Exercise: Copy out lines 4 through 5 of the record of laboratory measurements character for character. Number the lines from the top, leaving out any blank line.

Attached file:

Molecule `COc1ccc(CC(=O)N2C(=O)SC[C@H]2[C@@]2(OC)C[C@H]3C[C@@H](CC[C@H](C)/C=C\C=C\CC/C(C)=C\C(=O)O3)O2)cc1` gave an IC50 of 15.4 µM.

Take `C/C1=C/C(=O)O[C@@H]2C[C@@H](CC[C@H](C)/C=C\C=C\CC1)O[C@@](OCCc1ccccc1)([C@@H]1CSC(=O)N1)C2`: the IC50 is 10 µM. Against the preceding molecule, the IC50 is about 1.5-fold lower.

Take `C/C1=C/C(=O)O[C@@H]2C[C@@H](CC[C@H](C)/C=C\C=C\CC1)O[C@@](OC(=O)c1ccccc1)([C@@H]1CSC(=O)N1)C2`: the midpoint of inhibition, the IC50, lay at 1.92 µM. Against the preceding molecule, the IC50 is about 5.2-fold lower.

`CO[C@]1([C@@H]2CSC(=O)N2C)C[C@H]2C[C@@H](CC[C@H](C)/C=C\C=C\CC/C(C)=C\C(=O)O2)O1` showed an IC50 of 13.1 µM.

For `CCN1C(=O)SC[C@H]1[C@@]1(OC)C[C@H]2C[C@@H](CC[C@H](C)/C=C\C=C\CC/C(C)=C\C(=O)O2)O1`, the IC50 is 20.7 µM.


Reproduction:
`CO[C@]1([C@@H]2CSC(=O)N2C)C[C@H]2C[C@@H](CC[C@H](C)/C=C\C=C\CC/C(C)=C\C(=O)O2)O1` showed an IC50 of 13.1 µM.

For `CCN1C(=O)SC[C@H]1[C@@]1(OC)C[C@H]2C[C@@H](CC[C@H](C)/C=C\C=C\CC/C(C)=C\C(=O)O2)O1`, the IC50 is 20.7 µM.